You, like everyone else, have routines you follow every day. In your personal life, you wake up at a certain time, you take your coffee a certain way, you get dressed in a certain order. In your professional life, it’s not too different. You drive to work the same route, you perform your tasks similarly, and you probably don’t think too much about any of these things on a daily basis.
As arborists, however, where we work in a high risk environment, it’s important to prioritize one thing above all else: safety. Unfortunately, safety and the robotic repetition of daily tasks aren’t always necessarily compatible.
As an arborist training instructor, it’s my job to work with arborists and instill a working knowledge of safety best practices for their jobs. Lessons I hope that they’ll take with them and apply every day once they’re finished with the course. And it’s about a lot more than simply providing proper instruction and telling people how to do a job they’ve likely been doing for years.
Changing unsafe behavior isn’t a switch to be flipped; it requires determination and a lot of patience, like rigging out that monster red oak over Mr. Jones’ slate roof. Here are some techniques that I’ve found to be useful in facilitating behavior change in the classroom:
Identify the Why
Ask anyone what motivates them to get up and go to work five (or more) days per week and you’re likely to find a variety of answers. You enjoy your job. You like where you work. You like the people you work with.
But when you get down to the nitty gritty, most people will tell you they come to work every day because they need a paycheck. They need money to support their lifestyles, their hobbies, their families and loved ones, and they need a job to acquire that money. One thing I find helpful in keeping me safety-focused on the job is to keep a photo of my family with me. And I encourage others to keep one with them; in their hardhat, in their office, in their vehicle. It’s a simple tip—but it’s an effective, visual, everyday reminder to think and work safe on the job.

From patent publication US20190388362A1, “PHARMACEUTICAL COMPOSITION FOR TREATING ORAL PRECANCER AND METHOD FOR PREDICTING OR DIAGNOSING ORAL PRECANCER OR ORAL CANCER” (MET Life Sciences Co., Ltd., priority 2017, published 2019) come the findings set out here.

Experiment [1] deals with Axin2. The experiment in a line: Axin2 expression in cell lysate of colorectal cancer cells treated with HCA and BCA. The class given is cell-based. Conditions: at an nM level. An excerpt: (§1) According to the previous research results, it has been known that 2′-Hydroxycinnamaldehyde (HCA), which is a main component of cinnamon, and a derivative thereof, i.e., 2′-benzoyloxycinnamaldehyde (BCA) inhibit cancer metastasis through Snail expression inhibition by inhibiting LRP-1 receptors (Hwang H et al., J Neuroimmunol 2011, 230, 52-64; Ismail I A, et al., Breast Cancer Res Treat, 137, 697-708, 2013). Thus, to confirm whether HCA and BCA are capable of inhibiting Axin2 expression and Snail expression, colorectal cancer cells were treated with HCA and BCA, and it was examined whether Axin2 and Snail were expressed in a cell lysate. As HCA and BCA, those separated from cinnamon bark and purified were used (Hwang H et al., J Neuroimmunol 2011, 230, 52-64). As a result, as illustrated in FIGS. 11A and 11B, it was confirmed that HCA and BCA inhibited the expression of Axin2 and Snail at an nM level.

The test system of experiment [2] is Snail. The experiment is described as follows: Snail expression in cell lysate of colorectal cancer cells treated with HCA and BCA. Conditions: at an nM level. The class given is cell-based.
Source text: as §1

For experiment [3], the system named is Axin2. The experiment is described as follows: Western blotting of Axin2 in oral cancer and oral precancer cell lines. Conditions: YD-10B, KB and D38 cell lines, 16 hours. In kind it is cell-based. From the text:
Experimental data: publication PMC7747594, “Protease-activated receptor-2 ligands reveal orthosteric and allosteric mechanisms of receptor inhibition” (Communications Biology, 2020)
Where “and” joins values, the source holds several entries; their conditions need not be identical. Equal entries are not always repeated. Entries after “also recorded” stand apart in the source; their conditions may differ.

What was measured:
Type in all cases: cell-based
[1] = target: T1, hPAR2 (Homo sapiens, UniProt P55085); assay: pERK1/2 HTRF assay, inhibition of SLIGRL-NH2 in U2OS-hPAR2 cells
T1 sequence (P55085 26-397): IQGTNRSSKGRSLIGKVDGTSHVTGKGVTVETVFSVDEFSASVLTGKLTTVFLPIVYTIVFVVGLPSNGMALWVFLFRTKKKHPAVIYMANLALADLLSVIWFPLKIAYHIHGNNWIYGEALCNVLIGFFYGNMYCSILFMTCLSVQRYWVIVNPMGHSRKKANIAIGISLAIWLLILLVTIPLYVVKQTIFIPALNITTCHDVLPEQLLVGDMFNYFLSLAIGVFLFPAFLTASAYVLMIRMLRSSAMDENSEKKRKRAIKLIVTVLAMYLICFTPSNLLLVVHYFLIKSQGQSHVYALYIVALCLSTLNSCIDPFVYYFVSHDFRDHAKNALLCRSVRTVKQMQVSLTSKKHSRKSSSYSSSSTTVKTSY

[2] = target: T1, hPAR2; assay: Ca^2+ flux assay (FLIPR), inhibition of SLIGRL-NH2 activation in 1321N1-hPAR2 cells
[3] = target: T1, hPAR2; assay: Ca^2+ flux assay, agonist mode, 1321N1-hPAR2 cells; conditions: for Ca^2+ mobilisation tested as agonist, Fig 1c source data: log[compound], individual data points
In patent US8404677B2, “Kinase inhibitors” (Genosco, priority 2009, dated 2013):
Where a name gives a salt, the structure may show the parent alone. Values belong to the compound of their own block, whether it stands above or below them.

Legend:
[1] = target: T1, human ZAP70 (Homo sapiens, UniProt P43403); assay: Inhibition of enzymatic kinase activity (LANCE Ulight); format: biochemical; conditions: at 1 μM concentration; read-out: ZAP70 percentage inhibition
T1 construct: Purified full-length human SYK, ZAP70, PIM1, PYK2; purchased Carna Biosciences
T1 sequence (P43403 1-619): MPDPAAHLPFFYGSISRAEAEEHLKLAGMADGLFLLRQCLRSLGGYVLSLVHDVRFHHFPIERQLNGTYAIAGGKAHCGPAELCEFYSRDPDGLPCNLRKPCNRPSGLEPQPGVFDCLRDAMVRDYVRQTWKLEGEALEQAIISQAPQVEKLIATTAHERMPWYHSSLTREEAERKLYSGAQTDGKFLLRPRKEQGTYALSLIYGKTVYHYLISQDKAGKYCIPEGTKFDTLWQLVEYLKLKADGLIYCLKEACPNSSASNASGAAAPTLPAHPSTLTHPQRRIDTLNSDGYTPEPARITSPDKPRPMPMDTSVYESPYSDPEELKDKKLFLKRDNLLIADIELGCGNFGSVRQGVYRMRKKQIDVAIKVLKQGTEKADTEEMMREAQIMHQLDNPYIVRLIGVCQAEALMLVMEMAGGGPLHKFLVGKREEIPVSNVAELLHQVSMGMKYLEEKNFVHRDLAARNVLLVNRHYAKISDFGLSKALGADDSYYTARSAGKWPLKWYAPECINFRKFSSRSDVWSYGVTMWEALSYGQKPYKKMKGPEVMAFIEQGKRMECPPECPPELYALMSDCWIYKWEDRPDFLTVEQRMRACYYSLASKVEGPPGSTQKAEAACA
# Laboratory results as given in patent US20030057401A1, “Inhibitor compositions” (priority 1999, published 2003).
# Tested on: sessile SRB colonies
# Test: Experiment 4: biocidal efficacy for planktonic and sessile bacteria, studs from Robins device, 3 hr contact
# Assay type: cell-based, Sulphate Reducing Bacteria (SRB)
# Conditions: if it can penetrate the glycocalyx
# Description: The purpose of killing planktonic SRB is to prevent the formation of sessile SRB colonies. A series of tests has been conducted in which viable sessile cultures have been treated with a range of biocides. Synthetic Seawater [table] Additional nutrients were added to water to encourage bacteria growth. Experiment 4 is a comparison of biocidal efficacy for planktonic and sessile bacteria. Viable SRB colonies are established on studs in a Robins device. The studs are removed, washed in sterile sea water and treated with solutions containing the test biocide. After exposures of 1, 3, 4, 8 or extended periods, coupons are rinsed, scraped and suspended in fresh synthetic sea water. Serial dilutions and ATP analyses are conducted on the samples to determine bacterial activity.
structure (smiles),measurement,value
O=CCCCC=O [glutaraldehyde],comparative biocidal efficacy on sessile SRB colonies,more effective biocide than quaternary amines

When it comes to changing safety behaviors, I find this motivation helpful for a few reasons. Everything you do as a part of your job can be tied back to that motivation. Why am I taking time to piece out this limb, why am I filling out this paperwork, why am I working in the rain? Because ultimately, it’s part of the job that helps you go home and support your family.
Finding this motivation, whatever it may be, is helpful in directing trainees down a path of better safety. Consider an example from the field: It’s not uncommon that arborists will go against safety protocol and touch service wires connected to homes. In fact, it’s one of the biggest behaviors I see in the field that I work to actively change. These wires typically carry up to 200 amps—far more than the 1/10 of an amp it takes to cause a fatality, and have minimum approach distances, defined within the ANSI Z133 safety standard (Avoid Contact for Qualified Line-clearance arborists and 10’ for everyone else). Would you insert a paper clip into an electrical outlet (around 20 amps) for fifteen dollars an hour? I hope not. So why would you grab the service wires for that, or any other, rate of pay? Yes, these wires have a protective coating, but why take the risk?
Consider this hypothetical conversation, which can help guide an arborist to realize what’s really at stake when contacting that wire:
Trainer: Why did you touch that wire?
Arborist: It was faster and easier to get the job done that way; otherwise, I would have needed to wait for the utility to come and drop the line.
Trainer: Why was it important to get this done so quickly?
Arborist: Well, my son has a ballgame at six o’clock…